We have two main questions that we are addressing in this project. The first is to investigate whether there is any contribution to cyst fluid from leaky blood vessels in the spinal cord. Normally the blood vessels in the brain and spinal cord have a special lining that prevents fluid crossing them. It is known that after trauma this lining is damaged, allowing fluid to leak out. Normally the lining repairs itself, but it is possible that in some cases this does not occur, allowing fluid to continue leaking out of the vessels. It is even possible that as syrinxes enlarge, they cause further damage to the blood vessels, allowing even more fluid to leak out. These questions have never been addressed before. Our second line of investigation is to investigate how the pressure changes from a Chiari malformation might increase fluid flow into the spinal cord. We will be establishing computer models to simulate the pressure changes in the subarachnoid space and how these changes impact on fluid flow in the tiny spaces around blood vessels entering the spinal cord.

Q: How will this work impact patients?

The results from this project will improve our understanding of how syrinxes form. I doubt that there will be any significant advances in treatment or prevention until we have a good understanding of the mechanisms underlying syrinx formation.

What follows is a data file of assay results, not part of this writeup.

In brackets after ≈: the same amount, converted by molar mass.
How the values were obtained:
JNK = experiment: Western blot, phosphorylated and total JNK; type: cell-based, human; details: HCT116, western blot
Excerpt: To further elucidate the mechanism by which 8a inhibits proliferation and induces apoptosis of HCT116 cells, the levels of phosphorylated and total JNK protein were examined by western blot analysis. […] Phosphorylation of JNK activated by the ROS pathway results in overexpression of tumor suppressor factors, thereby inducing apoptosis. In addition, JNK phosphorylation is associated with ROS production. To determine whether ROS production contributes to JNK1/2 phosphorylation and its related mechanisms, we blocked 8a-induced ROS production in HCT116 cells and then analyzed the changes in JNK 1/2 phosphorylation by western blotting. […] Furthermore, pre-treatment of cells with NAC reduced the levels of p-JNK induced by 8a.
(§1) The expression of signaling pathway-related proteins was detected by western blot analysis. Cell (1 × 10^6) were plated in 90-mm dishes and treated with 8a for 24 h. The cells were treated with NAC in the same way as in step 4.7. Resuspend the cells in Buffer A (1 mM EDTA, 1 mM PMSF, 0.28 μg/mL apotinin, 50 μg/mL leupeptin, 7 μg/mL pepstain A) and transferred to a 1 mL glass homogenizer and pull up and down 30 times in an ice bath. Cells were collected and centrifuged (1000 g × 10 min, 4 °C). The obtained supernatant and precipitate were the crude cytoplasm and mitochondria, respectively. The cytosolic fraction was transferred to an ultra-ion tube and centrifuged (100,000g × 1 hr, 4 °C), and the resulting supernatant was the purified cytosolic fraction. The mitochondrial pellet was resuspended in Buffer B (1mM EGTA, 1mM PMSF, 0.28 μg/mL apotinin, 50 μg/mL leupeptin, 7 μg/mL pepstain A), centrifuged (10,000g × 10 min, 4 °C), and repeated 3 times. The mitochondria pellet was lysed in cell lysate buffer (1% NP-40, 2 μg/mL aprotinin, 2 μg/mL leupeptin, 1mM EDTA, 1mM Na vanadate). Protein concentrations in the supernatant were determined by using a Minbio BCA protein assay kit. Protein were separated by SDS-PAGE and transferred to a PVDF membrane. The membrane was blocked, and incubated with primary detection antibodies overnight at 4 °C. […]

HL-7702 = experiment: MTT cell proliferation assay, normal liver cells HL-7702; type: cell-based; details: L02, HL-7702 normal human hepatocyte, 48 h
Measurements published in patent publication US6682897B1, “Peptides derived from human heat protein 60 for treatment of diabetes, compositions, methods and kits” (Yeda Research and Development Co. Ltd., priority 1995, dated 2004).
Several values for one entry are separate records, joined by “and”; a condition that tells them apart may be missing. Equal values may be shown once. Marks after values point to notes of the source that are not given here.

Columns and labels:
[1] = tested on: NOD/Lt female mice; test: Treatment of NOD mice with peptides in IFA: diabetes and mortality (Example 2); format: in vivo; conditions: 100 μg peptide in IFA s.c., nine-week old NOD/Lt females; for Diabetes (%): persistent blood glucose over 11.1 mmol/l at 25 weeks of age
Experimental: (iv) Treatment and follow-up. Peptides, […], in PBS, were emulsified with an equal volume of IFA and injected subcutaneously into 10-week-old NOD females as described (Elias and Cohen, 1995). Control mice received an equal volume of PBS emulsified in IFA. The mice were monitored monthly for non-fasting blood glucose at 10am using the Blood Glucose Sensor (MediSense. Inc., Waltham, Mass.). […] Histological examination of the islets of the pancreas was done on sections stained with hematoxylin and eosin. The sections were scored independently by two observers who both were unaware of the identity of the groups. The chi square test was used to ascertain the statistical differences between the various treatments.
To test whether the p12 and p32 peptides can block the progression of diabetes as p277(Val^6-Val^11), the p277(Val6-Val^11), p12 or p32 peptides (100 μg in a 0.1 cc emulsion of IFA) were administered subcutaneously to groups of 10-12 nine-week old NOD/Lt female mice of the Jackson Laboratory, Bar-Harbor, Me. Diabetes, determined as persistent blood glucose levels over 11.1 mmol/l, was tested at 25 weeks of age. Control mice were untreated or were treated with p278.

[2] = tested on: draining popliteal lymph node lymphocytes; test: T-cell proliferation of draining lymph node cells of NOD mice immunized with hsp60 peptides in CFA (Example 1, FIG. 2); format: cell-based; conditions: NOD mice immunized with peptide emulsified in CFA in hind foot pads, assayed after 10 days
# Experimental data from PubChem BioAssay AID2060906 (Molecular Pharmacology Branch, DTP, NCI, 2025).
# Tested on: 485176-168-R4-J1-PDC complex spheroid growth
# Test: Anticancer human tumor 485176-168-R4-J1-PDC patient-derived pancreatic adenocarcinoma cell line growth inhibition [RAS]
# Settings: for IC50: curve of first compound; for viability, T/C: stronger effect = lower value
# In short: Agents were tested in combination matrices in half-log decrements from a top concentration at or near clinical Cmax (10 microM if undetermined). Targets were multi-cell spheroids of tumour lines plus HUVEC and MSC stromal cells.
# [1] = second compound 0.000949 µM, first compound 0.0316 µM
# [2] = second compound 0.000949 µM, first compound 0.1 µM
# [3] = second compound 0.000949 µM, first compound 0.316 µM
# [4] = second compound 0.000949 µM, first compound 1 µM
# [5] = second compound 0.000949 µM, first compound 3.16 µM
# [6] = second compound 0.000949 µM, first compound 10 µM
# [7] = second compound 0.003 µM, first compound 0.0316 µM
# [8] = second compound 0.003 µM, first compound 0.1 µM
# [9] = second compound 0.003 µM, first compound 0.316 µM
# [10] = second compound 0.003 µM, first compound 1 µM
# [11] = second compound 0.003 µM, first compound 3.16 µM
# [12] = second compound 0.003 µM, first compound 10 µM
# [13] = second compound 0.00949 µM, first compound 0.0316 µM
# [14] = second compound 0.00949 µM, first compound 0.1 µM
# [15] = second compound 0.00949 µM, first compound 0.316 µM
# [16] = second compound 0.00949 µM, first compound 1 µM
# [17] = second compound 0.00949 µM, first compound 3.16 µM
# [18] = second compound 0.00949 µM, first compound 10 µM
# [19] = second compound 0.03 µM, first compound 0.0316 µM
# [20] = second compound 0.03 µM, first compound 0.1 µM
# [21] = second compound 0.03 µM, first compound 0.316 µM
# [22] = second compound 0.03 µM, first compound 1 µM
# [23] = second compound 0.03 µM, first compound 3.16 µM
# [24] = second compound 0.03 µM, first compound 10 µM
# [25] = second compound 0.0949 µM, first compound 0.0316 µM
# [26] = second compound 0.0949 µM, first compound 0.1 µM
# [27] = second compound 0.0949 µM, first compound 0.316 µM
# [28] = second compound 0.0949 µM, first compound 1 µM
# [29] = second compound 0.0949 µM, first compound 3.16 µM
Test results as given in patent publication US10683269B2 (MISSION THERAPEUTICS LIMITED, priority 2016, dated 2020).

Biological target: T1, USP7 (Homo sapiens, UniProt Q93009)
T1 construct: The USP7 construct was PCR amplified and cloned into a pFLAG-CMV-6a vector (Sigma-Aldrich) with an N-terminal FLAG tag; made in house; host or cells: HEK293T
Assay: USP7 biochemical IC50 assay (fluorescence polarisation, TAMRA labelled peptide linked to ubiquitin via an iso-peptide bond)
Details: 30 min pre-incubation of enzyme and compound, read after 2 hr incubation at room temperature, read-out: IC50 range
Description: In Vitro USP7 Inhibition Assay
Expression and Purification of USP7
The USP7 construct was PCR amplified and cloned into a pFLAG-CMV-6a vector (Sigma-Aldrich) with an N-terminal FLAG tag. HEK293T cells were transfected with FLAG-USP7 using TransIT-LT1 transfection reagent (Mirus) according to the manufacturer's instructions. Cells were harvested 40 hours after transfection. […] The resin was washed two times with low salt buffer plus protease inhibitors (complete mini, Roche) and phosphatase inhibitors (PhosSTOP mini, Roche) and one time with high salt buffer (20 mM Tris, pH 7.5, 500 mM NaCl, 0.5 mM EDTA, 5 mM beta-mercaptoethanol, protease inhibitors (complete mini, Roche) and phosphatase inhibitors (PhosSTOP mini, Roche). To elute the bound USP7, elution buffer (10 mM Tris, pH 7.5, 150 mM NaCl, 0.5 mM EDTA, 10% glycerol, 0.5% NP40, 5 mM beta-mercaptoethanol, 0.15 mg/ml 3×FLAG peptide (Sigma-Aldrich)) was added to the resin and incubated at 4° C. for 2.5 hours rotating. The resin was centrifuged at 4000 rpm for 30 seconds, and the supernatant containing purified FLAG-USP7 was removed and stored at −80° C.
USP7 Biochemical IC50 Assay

Q: What are the next logical steps in this line of research?

There are further questions to be answered regarding syrinx and Chiari pathophysiology, such as the anatomical pathways of fluid outflow from syrinxes and whether any obstruction of this flow contributes to syrinx enlargement. What is even more exciting though is that as we build an understanding of syrinx mechanisms, it will be possible to look at the effects of treatment. For example, if we show that fluid leaking out of blood vessels contributes to syrinx formation, the logical step is to investigate the effects of preventing blood vessel damage or improving the repair mechanisms. I'd also like to look at the effects of altering subarachnoid compliance on fluid flow into the cord: this is particularly important for those patients who do not respond to standard Chiari decompression surgery.